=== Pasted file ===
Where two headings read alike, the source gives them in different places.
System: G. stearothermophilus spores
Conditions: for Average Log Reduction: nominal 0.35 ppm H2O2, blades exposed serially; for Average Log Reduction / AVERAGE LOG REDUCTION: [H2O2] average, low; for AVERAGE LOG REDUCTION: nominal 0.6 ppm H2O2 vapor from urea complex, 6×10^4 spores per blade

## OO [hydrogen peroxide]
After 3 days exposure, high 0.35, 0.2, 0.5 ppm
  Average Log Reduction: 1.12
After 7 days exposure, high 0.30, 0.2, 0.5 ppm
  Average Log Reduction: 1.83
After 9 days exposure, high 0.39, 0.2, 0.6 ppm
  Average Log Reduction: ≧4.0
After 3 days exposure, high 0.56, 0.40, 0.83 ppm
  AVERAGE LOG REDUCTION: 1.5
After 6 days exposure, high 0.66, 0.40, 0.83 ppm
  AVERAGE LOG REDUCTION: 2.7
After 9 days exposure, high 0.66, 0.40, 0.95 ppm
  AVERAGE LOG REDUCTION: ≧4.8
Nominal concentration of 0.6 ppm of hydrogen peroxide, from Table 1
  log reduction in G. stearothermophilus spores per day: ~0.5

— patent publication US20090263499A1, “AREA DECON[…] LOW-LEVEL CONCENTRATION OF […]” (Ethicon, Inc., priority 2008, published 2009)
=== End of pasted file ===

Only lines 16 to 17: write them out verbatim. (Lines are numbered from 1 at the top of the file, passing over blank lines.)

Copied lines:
  AVERAGE LOG REDUCTION: ≧4.8
Nominal concentration of 0.6 ppm of hydrogen peroxide, from Table 1